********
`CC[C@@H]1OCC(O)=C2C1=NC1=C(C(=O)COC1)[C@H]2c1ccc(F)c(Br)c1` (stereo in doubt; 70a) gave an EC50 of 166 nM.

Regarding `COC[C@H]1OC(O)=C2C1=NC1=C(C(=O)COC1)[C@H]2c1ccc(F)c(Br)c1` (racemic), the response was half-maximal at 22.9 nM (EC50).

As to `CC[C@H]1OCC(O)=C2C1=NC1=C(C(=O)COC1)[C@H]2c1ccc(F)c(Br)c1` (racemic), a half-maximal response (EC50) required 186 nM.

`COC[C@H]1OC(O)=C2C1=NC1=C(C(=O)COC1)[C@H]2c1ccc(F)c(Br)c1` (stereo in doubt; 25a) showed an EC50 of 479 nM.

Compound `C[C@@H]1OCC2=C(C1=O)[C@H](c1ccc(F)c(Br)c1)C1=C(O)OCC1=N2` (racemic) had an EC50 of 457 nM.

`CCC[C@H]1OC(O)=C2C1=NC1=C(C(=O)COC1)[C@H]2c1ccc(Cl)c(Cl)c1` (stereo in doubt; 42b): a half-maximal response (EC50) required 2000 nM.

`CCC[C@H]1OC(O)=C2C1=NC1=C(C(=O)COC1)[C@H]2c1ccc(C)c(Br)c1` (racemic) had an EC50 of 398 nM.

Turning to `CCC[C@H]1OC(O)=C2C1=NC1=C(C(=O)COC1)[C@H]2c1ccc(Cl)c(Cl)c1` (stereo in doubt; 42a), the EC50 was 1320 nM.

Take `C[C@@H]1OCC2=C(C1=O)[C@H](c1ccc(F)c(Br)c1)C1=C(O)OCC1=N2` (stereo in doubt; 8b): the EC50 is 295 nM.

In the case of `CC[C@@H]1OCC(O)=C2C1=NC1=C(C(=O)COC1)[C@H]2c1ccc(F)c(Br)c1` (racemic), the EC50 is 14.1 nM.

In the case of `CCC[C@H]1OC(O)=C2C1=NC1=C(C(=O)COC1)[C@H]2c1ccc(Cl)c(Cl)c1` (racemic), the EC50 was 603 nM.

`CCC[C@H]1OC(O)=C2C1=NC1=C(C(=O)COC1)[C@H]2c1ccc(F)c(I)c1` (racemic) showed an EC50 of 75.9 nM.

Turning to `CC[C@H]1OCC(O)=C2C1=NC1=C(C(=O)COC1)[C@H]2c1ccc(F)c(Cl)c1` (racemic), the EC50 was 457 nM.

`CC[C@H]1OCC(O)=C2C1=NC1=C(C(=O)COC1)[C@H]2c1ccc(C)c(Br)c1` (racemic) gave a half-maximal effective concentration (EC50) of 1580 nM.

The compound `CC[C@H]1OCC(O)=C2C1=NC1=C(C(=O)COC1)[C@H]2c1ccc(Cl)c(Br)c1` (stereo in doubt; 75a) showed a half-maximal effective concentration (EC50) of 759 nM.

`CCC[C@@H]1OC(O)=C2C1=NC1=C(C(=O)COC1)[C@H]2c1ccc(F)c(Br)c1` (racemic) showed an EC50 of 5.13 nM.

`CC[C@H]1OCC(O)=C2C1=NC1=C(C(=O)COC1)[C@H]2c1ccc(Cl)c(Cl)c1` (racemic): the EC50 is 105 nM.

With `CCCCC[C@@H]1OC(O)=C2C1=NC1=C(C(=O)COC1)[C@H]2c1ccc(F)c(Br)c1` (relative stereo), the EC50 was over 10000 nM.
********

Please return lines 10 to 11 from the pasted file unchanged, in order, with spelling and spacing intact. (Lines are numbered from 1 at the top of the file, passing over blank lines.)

In the case of `CC[C@@H]1OCC(O)=C2C1=NC1=C(C(=O)COC1)[C@H]2c1ccc(F)c(Br)c1` (racemic), the EC50 is 14.1 nM.

In the case of `CCC[C@H]1OC(O)=C2C1=NC1=C(C(=O)COC1)[C@H]2c1ccc(Cl)c(Cl)c1` (racemic), the EC50 was 603 nM.